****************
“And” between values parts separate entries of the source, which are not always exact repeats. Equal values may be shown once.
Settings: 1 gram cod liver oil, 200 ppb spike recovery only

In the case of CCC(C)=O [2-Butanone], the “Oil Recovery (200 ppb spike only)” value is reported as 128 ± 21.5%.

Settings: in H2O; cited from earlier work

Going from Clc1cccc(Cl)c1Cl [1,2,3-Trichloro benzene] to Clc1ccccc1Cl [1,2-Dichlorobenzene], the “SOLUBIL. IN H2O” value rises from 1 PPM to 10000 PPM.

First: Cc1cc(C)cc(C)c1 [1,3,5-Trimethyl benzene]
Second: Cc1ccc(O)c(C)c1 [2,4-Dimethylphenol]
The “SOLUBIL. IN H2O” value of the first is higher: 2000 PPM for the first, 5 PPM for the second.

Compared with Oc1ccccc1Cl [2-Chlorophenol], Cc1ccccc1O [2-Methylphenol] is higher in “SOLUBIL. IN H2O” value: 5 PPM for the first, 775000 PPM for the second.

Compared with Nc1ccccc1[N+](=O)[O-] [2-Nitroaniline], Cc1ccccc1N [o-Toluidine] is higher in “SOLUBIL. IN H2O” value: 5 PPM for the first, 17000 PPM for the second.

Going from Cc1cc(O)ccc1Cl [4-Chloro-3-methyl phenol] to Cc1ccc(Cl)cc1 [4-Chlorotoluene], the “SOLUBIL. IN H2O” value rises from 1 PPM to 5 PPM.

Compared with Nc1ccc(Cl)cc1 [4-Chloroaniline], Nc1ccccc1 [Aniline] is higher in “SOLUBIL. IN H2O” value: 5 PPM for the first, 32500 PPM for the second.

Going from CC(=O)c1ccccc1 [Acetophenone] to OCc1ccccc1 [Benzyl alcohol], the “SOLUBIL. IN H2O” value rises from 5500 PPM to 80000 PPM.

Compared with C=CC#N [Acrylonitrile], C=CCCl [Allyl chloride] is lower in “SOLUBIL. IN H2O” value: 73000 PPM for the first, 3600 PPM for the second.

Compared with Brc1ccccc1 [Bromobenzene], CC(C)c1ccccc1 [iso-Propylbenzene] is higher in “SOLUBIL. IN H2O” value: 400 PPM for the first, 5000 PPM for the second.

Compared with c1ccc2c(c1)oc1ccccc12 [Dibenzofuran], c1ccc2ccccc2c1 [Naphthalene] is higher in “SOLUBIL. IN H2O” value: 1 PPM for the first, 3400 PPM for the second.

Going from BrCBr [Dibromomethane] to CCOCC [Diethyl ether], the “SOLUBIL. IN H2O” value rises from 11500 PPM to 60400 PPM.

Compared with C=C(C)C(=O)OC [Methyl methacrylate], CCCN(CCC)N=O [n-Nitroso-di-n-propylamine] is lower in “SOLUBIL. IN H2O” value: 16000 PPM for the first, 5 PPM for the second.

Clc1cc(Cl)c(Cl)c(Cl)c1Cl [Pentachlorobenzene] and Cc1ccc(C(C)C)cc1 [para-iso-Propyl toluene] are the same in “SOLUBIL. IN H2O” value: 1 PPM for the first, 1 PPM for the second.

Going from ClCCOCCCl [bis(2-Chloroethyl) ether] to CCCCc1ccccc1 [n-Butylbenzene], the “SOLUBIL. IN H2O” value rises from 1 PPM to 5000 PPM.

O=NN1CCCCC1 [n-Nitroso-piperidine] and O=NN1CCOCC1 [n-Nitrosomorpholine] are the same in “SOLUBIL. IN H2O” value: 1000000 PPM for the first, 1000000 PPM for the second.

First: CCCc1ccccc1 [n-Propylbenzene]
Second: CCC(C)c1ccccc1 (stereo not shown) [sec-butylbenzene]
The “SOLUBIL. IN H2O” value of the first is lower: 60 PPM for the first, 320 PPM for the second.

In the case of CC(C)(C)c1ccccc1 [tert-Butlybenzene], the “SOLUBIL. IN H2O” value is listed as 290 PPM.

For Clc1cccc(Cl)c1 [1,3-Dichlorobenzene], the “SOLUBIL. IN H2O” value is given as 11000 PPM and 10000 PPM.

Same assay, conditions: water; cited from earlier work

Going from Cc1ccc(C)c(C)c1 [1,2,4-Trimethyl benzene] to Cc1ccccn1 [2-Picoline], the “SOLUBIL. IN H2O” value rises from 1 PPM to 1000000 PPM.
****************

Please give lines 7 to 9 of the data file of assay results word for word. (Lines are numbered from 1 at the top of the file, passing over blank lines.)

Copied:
Second: Cc1ccc(O)c(C)c1 [2,4-Dimethylphenol]
The “SOLUBIL. IN H2O” value of the first is higher: 2000 PPM for the first, 5 PPM for the second.

Compared with Oc1ccccc1Cl [2-Chlorophenol], Cc1ccccc1O [2-Methylphenol] is higher in “SOLUBIL. IN H2O” value: 5 PPM for the first, 775000 PPM for the second.